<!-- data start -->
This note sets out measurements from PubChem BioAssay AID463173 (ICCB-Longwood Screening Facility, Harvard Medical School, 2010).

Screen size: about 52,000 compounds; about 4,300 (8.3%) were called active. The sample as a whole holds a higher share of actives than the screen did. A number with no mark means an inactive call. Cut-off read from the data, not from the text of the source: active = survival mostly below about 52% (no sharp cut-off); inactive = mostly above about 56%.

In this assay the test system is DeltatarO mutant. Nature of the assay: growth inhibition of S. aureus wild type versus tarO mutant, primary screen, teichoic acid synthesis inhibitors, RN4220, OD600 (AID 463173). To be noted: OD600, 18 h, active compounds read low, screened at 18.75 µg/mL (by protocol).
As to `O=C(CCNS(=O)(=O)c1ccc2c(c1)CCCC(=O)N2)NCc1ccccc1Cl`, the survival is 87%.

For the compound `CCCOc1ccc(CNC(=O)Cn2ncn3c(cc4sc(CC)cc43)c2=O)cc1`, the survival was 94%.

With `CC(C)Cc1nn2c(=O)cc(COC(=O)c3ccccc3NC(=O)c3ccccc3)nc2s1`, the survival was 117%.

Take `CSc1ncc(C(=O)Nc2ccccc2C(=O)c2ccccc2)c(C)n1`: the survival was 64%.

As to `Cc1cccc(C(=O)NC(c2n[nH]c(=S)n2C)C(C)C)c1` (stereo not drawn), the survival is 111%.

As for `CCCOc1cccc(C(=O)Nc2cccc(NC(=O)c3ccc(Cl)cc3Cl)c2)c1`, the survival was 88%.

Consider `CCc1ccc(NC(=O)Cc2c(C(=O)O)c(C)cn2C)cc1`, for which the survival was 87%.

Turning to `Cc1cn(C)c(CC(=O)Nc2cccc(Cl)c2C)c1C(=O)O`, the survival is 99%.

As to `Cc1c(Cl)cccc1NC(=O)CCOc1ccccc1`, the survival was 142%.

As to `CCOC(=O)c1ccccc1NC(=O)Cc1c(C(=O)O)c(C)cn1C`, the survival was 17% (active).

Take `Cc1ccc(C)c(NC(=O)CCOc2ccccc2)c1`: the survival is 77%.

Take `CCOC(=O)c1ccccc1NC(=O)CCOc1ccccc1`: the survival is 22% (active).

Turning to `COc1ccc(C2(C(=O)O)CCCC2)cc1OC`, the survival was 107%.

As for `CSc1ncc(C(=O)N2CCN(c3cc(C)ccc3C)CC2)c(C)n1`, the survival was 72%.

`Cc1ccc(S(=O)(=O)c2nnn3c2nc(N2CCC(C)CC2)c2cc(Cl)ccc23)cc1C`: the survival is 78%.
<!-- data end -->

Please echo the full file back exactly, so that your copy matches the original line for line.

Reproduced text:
This note sets out measurements from PubChem BioAssay AID463173 (ICCB-Longwood Screening Facility, Harvard Medical School, 2010).

Screen size: about 52,000 compounds; about 4,300 (8.3%) were called active. The sample as a whole holds a higher share of actives than the screen did. A number with no mark means an inactive call. Cut-off read from the data, not from the text of the source: active = survival mostly below about 52% (no sharp cut-off); inactive = mostly above about 56%.

In this assay the test system is DeltatarO mutant. Nature of the assay: growth inhibition of S. aureus wild type versus tarO mutant, primary screen, teichoic acid synthesis inhibitors, RN4220, OD600 (AID 463173). To be noted: OD600, 18 h, active compounds read low, screened at 18.75 µg/mL (by protocol).
As to `O=C(CCNS(=O)(=O)c1ccc2c(c1)CCCC(=O)N2)NCc1ccccc1Cl`, the survival is 87%.

For the compound `CCCOc1ccc(CNC(=O)Cn2ncn3c(cc4sc(CC)cc43)c2=O)cc1`, the survival was 94%.

With `CC(C)Cc1nn2c(=O)cc(COC(=O)c3ccccc3NC(=O)c3ccccc3)nc2s1`, the survival was 117%.

Take `CSc1ncc(C(=O)Nc2ccccc2C(=O)c2ccccc2)c(C)n1`: the survival was 64%.

As to `Cc1cccc(C(=O)NC(c2n[nH]c(=S)n2C)C(C)C)c1` (stereo not drawn), the survival is 111%.

As for `CCCOc1cccc(C(=O)Nc2cccc(NC(=O)c3ccc(Cl)cc3Cl)c2)c1`, the survival was 88%.

Consider `CCc1ccc(NC(=O)Cc2c(C(=O)O)c(C)cn2C)cc1`, for which the survival was 87%.

Turning to `Cc1cn(C)c(CC(=O)Nc2cccc(Cl)c2C)c1C(=O)O`, the survival is 99%.

As to `Cc1c(Cl)cccc1NC(=O)CCOc1ccccc1`, the survival was 142%.

As to `CCOC(=O)c1ccccc1NC(=O)Cc1c(C(=O)O)c(C)cn1C`, the survival was 17% (active).

Take `Cc1ccc(C)c(NC(=O)CCOc2ccccc2)c1`: the survival is 77%.

Take `CCOC(=O)c1ccccc1NC(=O)CCOc1ccccc1`: the survival is 22% (active).

Turning to `COc1ccc(C2(C(=O)O)CCCC2)cc1OC`, the survival was 107%.

As for `CSc1ncc(C(=O)N2CCN(c3cc(C)ccc3C)CC2)c(C)n1`, the survival was 72%.

`Cc1ccc(S(=O)(=O)c2nnn3c2nc(N2CCC(C)CC2)c2cc(Cl)ccc23)cc1C`: the survival is 78%.